Being Both

by Abubaker Zahoor

                                                          Being Both


In your mind there were more than four seasons, and you considered your life not a rosy day but a perilous night, neighing perniciously, in the deepening gloom of which fluttered the ghosts of unseen miseries. You always had a presentiment for all things horrible. Your head was a cassette of cacophonic drums. It was an out-of-order telephone switchboard: always misdialing, misconnecting. You were a disappointed man: you seemed incurable, your life unsalvageable.

Many years ago, having buried your iffy hopes to start a remunerative career, to create favorable circumstances for your creative life, enveloped in a morbid lassitude which ensues the hardest funerals, when drowning in the sea of eternal despair beckoning to you with fatal provocation seemed naturally decreed, you, the young artist, with a savior's optimism, consoled by the thought that the failed job search was a divine signal that you were 'meant' to be an artist, felt yourself flying above quotidian territories, as the wings of your newly-sprung hopes soared higher and higher with a vigor only a caged bird, unused to freedom, experiences upon an accidental escape.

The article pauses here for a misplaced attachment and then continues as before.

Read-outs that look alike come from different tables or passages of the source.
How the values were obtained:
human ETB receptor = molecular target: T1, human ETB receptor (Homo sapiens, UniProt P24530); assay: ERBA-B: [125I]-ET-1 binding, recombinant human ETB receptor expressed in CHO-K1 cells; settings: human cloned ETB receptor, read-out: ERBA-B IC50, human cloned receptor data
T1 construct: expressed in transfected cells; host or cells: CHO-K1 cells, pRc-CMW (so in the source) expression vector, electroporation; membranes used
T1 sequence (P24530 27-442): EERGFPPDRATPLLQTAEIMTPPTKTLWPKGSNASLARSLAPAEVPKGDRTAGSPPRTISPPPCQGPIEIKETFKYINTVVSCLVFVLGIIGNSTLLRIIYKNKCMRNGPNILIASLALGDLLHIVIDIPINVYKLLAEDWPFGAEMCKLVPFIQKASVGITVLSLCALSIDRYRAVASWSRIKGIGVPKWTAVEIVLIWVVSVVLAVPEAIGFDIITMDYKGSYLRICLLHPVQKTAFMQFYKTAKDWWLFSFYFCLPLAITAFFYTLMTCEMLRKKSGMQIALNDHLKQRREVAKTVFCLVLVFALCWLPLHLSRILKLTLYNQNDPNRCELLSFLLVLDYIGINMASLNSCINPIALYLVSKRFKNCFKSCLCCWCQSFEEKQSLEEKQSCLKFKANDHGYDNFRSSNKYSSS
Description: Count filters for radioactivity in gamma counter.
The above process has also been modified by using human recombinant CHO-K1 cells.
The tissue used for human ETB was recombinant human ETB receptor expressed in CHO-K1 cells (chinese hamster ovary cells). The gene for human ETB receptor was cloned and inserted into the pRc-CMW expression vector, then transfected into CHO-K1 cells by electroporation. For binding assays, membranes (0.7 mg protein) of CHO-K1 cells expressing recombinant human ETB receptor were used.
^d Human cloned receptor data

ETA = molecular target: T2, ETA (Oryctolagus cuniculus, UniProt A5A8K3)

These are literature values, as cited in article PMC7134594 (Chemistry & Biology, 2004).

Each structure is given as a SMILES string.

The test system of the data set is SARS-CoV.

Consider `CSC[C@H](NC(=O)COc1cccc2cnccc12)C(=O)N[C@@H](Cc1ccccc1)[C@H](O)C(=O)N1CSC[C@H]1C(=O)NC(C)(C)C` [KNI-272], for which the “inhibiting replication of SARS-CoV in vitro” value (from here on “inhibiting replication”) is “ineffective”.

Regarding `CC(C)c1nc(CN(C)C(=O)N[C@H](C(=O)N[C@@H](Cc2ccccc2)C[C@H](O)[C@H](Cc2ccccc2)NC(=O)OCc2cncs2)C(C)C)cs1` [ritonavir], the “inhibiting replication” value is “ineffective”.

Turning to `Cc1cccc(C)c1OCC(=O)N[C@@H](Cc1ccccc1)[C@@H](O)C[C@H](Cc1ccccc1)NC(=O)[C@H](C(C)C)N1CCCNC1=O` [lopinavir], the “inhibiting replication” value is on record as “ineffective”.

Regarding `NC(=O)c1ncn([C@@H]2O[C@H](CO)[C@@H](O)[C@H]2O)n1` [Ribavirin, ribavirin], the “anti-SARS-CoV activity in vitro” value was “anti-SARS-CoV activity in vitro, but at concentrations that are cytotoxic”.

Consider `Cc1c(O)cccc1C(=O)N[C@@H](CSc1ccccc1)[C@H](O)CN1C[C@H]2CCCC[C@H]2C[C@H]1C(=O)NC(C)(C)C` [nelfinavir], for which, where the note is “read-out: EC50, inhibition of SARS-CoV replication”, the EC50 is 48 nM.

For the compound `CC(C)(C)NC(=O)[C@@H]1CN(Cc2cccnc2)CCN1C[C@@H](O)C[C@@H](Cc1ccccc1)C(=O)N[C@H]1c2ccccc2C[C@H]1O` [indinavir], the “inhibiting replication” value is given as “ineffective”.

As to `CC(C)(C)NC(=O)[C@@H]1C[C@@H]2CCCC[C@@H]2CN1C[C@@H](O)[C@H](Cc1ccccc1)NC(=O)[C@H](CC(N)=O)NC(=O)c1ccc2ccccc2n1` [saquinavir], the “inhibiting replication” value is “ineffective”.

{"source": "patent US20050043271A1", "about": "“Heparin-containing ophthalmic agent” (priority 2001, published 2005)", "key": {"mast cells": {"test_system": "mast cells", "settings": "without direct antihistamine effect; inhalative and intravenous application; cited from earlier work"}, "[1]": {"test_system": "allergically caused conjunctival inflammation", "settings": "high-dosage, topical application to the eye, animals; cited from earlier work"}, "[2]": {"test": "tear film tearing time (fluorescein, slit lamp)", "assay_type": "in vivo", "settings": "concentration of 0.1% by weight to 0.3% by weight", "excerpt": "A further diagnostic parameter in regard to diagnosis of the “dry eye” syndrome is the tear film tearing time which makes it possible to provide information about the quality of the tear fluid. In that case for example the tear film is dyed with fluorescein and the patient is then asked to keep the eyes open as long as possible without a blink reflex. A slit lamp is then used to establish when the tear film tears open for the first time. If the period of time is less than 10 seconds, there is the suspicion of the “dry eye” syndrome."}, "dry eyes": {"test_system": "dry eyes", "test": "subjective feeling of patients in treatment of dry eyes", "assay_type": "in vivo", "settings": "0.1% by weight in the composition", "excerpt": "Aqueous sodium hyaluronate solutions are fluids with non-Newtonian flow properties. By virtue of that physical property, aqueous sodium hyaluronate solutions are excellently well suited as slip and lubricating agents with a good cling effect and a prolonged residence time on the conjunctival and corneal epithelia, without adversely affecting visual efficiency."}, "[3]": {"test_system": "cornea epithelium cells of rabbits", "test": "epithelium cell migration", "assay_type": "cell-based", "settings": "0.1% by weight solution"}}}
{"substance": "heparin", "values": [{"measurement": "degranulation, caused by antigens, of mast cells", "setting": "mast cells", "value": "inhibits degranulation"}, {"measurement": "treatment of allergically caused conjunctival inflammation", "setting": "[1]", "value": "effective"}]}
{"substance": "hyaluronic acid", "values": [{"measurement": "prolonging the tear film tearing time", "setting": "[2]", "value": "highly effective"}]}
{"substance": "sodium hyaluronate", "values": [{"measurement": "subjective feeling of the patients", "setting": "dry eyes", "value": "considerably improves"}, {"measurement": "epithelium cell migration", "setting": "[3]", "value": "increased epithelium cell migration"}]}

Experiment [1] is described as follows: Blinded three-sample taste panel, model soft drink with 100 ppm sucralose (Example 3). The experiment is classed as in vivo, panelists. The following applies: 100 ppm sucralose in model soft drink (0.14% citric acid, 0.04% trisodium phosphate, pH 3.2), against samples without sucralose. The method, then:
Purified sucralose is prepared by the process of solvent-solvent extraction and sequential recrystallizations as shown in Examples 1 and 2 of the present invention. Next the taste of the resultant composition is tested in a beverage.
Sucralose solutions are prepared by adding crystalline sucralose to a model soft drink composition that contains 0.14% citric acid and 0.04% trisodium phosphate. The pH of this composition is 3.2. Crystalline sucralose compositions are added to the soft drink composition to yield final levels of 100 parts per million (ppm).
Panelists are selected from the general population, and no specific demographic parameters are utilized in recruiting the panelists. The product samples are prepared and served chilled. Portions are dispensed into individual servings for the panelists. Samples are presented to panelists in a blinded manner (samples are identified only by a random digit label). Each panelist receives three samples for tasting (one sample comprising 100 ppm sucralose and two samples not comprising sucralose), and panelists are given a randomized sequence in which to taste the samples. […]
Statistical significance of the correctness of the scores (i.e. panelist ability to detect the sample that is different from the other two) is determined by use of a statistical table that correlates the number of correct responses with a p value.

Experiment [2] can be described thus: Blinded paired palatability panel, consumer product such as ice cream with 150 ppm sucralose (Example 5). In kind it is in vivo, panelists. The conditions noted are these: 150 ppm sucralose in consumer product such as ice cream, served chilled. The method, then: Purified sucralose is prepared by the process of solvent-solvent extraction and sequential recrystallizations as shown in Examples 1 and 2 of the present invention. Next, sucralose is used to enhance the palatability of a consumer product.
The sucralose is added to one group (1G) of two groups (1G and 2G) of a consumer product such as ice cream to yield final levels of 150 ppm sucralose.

Soon, very soon, you were enfeebled by the fruitlessness of your devotion. Your mysterious landlord, a silver fox, a Filf (if you know what I mean), who was often seen sneaking in and out of your flat in the night, netted a mazy web of favors around your mendicant soul: he let you live rent free, ensured you were eating your two meals a day, and smoking a packet of Gold Leaf. But then for reasons unclear-it was said that you outstayed your welcome-he subjected you to a coercive obligation of pulling in petty sums rather out of the blue. Initially, you found a way to satiate his greed: you begged money from the people you knew and from strangers in the name of borrowing it. But this disguise was doomed to fail. So you dashed on the sharp teeth of poverty, which unclipped your wings. You realized your score on impulsiveness was high. You did entertain the possibility of abandoning your art, but you were too timid to embrace death. But, hold on, didn't you have a family? None of us ever knew-you were a complete mystery to us in that regard.